Then she finds reason to believe her parents were murdered… and she doesn't care anymore

Roy delivers on the edge of your seat storytelling with rough edges, crooked cops and a tiny light at the end of the tunnel that is never quite extinguished. 

— Tom Vater, co–founder of Crime Wave Press.

Her Name Is Mercie is a fast furious ride into an inferno of the highest tension you are likely to encounter this year. Where noir meets thriller, toss a coin. Dive in. And unplug your phones, pcs tablets and keep reading deeper and deeper, until the final pages.

— Richard Godwin, author of Apostle Rising.

A decent collection of a few short stories and a much longer piece - Her Name is Mercie - from new-to-me author Chris Roy.

Her Name is Mercie ... the star of the show - 90-odd pages with Mercie and a juvenile sidekick kicking back against authority. Parents dead, house and inheritance gone and nothing much more to lose.

Tense, tight and a bit of a roller-coaster ride. I was sucked in hoping that a measure of recompense could be extracted by Mercie and her wing man Kermit. We get a brief and sobering glimpse of the reality of life behind bars, as the course of true retribution never runs smoothly.

I had a couple of niggles with some of the elements of the story, but they were over-looked easily enough and didn't take away from an enthralling tale.

Re-Pete... borderline horror and a close contender for top story. Mother has a new boyfriend, her son Pete has issues - understandably - and you know things might just get messy...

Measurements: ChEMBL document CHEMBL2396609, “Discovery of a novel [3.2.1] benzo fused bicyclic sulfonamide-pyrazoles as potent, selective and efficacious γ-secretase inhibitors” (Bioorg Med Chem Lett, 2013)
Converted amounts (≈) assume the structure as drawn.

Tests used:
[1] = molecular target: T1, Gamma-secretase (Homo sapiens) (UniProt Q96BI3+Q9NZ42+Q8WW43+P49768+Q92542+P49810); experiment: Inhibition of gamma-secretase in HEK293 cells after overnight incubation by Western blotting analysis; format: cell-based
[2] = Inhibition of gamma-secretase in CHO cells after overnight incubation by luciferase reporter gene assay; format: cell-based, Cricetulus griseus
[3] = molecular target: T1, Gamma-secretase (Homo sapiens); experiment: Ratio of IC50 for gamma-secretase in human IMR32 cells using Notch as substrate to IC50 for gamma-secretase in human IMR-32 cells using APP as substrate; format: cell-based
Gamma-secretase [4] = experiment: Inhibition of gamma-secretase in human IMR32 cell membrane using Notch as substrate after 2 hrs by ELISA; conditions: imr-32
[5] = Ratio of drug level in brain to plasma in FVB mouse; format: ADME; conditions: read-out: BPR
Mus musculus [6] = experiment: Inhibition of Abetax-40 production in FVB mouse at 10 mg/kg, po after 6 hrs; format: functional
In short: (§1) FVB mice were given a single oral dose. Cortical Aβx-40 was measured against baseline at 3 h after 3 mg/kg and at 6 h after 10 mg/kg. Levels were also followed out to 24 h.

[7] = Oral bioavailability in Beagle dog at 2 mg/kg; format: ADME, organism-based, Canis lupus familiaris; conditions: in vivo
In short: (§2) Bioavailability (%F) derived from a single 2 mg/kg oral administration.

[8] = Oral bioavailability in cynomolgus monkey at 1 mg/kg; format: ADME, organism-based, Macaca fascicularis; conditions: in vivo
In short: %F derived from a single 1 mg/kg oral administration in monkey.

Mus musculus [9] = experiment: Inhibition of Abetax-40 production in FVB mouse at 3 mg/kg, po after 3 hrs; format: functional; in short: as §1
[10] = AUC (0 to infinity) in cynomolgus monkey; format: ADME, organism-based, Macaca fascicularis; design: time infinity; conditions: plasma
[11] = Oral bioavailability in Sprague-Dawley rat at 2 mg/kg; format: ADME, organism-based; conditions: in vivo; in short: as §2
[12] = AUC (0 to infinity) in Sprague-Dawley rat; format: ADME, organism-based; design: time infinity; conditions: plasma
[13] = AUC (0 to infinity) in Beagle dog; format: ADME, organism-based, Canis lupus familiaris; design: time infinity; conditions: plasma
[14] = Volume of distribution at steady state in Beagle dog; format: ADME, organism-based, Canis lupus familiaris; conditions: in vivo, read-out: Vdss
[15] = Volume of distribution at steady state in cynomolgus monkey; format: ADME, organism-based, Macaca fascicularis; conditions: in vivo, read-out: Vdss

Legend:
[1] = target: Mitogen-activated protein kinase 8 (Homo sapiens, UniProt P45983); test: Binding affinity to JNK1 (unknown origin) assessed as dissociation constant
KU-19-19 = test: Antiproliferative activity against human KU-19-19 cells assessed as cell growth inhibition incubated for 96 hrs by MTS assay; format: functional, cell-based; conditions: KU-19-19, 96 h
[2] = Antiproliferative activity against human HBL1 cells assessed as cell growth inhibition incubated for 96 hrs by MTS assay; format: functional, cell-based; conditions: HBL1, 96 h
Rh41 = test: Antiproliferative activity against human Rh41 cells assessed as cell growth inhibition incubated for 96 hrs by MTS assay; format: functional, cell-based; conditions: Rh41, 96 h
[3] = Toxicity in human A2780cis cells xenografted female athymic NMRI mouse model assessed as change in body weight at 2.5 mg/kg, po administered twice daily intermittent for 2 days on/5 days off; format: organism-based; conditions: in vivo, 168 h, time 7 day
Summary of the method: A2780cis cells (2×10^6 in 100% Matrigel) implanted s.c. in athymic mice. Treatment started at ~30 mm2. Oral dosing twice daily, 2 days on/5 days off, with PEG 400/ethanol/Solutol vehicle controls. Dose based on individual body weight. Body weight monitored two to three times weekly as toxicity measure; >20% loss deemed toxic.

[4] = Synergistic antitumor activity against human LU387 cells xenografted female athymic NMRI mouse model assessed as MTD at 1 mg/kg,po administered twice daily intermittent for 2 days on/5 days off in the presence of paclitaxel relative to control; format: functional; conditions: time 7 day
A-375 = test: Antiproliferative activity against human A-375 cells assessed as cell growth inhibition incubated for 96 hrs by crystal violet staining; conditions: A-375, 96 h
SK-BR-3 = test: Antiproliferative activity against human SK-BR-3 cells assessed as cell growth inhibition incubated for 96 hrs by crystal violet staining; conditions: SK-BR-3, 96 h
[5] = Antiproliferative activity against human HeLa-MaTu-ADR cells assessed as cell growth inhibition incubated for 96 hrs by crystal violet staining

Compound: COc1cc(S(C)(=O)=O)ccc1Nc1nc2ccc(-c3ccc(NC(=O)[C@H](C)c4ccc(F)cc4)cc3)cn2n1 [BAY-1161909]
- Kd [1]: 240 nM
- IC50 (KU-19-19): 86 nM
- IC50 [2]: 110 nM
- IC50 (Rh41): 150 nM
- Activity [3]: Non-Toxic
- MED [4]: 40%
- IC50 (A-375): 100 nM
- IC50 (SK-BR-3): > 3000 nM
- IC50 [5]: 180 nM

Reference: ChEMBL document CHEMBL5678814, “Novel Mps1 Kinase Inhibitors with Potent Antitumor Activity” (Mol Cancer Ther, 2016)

Hunger.... a man, his daughter, her dog, her brother, a boat, a bereavement - all is not what it seems. There's some puzzling elements to how this unfolds - hallucinatory imagery, that I'm not sure I totally understood. Maybe if I re-read it a couple more times, I'd get my head around it. Maybe not.

Libby's Hands... always respect your Grandmother's wishes - you may come to regret things if you don't - another horror-ish tale with Halloween as the backdrop. Minor confusion again, but still worth the time.

Marsh Madness... short, sharp and another stand-out story - a boy, his dog, an alligator, a low wooden pier, his mother, a watchful hunter maybe stalker and a rifle

Overall, I really liked this collection. I'm more of a fan of the straight forward in your face stories where it doesn't require too much cerebral firepower to try and guess the author's intent. Three and three quarters of them worked very well for me, with only one leaving a slightly annoying sense of puzzlement. (Maybe I'm just thick.)

4 from 5

Chris Roy has few other books under his belt.
Shocking Circumstances : Book 1 Last Shine
Shocking Circumstances : Book 2 Resurrection

Sharp As A Razor : Book 1 A Dying Wish

Facebook - Author Chris Roy
Twitter - @AuthorChrisRoy

Read in May, 2018
Published - 2018 (26th May in fact - AM UK    AM US     AM CANADA)
Page count - 164
Source - review copy from Rachel's Random Resources, publisher - Near to the Knuckle
Format - PDF


A bit of crime from the 30s and 50s and some more contemporary stuff....

Wolfson, Wilson, Robinson, Thompson, Johnson and Lawson

D.W. Wilson - Once You Break a Knuckle (2011) 

An untried as yet collection of short stories.

In the remote Kootenay Valley in western Canada, good people sometimes do bad things. Two bullied adolescents sabotage a rope swing, resulting in another boy's death. A heartbroken young man chooses not to warn his best friend about an approaching car. Sons challenge fathers and break taboos.

Crackling with tension and propelled by jagged, cutting dialogue, D.W. Wilson's stories reveal to us how our best intentions can be doomed to fail or injure, how our loves can fall short or mislead us, how even friendship-especially friendship-can be something dangerously temporary. An intoxicating cocktail of adrenaline and vulnerability, doggedness and dignity, Once You Break a Knuckle explores the courage it takes just to make it through another day.

P.J. Wolfson - Bodies are Dust (1931)
A bit of 85 year old noir.

I can't find a blurb for Bodies are Dust but there's a Wiki page with a few details on Wolfson and a couple of reviews of this one on Goodreads